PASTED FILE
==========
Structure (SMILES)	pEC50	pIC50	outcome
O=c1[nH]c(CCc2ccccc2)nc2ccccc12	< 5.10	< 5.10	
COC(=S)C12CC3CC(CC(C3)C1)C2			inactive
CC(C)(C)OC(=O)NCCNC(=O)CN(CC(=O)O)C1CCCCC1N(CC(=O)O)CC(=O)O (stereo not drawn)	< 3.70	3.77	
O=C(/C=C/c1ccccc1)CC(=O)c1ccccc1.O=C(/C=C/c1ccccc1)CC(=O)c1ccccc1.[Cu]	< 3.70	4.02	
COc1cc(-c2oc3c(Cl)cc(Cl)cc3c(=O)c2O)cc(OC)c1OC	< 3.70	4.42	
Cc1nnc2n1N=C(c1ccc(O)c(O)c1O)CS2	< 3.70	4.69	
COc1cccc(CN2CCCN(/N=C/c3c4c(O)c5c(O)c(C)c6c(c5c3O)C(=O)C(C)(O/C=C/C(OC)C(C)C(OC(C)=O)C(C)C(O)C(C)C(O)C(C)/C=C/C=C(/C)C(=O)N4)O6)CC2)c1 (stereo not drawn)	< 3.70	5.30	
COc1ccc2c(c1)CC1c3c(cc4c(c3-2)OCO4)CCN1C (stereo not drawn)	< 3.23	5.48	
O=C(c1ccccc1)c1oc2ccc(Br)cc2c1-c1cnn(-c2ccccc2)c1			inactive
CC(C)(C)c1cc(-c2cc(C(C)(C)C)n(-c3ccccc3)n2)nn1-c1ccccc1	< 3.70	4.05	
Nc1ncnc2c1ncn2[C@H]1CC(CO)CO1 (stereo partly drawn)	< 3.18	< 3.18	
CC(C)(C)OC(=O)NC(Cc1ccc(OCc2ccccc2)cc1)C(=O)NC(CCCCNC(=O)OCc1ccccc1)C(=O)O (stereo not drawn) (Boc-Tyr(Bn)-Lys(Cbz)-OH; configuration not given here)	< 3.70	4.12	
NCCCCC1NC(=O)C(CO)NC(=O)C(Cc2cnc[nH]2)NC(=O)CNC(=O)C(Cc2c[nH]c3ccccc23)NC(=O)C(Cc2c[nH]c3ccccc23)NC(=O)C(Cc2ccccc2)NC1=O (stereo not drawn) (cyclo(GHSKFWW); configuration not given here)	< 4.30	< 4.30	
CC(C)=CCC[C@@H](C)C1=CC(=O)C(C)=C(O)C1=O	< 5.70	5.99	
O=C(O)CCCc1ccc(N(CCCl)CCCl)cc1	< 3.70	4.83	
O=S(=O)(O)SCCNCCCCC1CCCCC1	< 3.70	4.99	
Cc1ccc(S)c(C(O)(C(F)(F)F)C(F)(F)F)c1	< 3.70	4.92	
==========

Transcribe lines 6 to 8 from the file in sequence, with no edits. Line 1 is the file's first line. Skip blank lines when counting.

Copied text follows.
COc1cc(-c2oc3c(Cl)cc(Cl)cc3c(=O)c2O)cc(OC)c1OC	< 3.70	4.42	
Cc1nnc2n1N=C(c1ccc(O)c(O)c1O)CS2	< 3.70	4.69	
COc1cccc(CN2CCCN(/N=C/c3c4c(O)c5c(O)c(C)c6c(c5c3O)C(=O)C(C)(O/C=C/C(OC)C(C)C(OC(C)=O)C(C)C(O)C(C)C(O)C(C)/C=C/C=C(/C)C(=O)N4)O6)CC2)c1 (stereo not drawn)	< 3.70	5.30	